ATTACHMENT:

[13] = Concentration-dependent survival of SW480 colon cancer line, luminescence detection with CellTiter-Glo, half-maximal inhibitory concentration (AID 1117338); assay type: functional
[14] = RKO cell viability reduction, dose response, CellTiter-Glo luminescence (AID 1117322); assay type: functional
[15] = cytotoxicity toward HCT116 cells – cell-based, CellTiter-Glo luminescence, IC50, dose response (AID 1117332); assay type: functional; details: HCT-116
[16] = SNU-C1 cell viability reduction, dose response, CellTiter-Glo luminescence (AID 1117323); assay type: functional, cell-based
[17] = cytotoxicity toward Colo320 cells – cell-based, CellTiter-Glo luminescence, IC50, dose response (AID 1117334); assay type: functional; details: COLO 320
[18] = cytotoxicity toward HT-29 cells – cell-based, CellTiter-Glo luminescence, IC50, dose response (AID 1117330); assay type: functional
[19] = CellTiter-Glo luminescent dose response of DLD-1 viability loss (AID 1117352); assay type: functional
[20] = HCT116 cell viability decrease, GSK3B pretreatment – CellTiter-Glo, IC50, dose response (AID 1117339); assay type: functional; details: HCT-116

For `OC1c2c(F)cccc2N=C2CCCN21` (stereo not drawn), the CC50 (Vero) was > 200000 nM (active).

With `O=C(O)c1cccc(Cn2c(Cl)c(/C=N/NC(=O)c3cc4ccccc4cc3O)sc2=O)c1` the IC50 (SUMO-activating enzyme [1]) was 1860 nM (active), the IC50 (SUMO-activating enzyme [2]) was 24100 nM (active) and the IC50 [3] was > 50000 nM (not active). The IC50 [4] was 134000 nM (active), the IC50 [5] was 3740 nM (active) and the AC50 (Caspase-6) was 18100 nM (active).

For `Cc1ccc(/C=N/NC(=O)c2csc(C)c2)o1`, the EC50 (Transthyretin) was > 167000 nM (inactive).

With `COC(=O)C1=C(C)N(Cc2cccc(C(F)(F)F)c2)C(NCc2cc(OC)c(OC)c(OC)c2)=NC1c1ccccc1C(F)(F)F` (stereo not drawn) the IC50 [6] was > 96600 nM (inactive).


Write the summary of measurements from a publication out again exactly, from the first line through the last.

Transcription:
[13] = Concentration-dependent survival of SW480 colon cancer line, luminescence detection with CellTiter-Glo, half-maximal inhibitory concentration (AID 1117338); assay type: functional
[14] = RKO cell viability reduction, dose response, CellTiter-Glo luminescence (AID 1117322); assay type: functional
[15] = cytotoxicity toward HCT116 cells – cell-based, CellTiter-Glo luminescence, IC50, dose response (AID 1117332); assay type: functional; details: HCT-116
[16] = SNU-C1 cell viability reduction, dose response, CellTiter-Glo luminescence (AID 1117323); assay type: functional, cell-based
[17] = cytotoxicity toward Colo320 cells – cell-based, CellTiter-Glo luminescence, IC50, dose response (AID 1117334); assay type: functional; details: COLO 320
[18] = cytotoxicity toward HT-29 cells – cell-based, CellTiter-Glo luminescence, IC50, dose response (AID 1117330); assay type: functional
[19] = CellTiter-Glo luminescent dose response of DLD-1 viability loss (AID 1117352); assay type: functional
[20] = HCT116 cell viability decrease, GSK3B pretreatment – CellTiter-Glo, IC50, dose response (AID 1117339); assay type: functional; details: HCT-116

For `OC1c2c(F)cccc2N=C2CCCN21` (stereo not drawn), the CC50 (Vero) was > 200000 nM (active).

With `O=C(O)c1cccc(Cn2c(Cl)c(/C=N/NC(=O)c3cc4ccccc4cc3O)sc2=O)c1` the IC50 (SUMO-activating enzyme [1]) was 1860 nM (active), the IC50 (SUMO-activating enzyme [2]) was 24100 nM (active) and the IC50 [3] was > 50000 nM (not active). The IC50 [4] was 134000 nM (active), the IC50 [5] was 3740 nM (active) and the AC50 (Caspase-6) was 18100 nM (active).

For `Cc1ccc(/C=N/NC(=O)c2csc(C)c2)o1`, the EC50 (Transthyretin) was > 167000 nM (inactive).

With `COC(=O)C1=C(C)N(Cc2cccc(C(F)(F)F)c2)C(NCc2cc(OC)c(OC)c(OC)c2)=NC1c1ccccc1C(F)(F)F` (stereo not drawn) the IC50 [6] was > 96600 nM (inactive).